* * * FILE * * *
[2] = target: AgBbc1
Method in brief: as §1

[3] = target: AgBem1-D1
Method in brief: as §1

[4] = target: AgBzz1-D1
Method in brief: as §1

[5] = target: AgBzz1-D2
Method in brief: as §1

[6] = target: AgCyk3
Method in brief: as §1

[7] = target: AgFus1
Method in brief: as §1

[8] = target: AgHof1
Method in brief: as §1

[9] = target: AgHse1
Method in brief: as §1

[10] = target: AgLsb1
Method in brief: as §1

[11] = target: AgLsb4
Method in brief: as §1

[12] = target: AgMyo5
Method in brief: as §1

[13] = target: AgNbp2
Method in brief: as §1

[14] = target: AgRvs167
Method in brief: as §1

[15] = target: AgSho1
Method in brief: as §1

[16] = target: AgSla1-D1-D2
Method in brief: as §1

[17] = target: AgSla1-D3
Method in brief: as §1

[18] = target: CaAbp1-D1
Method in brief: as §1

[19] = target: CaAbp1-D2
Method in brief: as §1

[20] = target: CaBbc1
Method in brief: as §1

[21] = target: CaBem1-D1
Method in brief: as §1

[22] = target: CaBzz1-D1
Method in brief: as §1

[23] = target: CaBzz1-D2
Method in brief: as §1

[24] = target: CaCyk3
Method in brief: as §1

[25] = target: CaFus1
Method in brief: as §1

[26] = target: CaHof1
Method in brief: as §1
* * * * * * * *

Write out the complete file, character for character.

[2] = target: AgBbc1
Method in brief: as §1

[3] = target: AgBem1-D1
Method in brief: as §1

[4] = target: AgBzz1-D1
Method in brief: as §1

[5] = target: AgBzz1-D2
Method in brief: as §1

[6] = target: AgCyk3
Method in brief: as §1

[7] = target: AgFus1
Method in brief: as §1

[8] = target: AgHof1
Method in brief: as §1

[9] = target: AgHse1
Method in brief: as §1

[10] = target: AgLsb1
Method in brief: as §1

[11] = target: AgLsb4
Method in brief: as §1

[12] = target: AgMyo5
Method in brief: as §1

[13] = target: AgNbp2
Method in brief: as §1

[14] = target: AgRvs167
Method in brief: as §1

[15] = target: AgSho1
Method in brief: as §1

[16] = target: AgSla1-D1-D2
Method in brief: as §1

[17] = target: AgSla1-D3
Method in brief: as §1

[18] = target: CaAbp1-D1
Method in brief: as §1

[19] = target: CaAbp1-D2
Method in brief: as §1

[20] = target: CaBbc1
Method in brief: as §1

[21] = target: CaBem1-D1
Method in brief: as §1

[22] = target: CaBzz1-D1
Method in brief: as §1

[23] = target: CaBzz1-D2
Method in brief: as §1

[24] = target: CaCyk3
Method in brief: as §1

[25] = target: CaFus1
Method in brief: as §1

[26] = target: CaHof1
Method in brief: as §1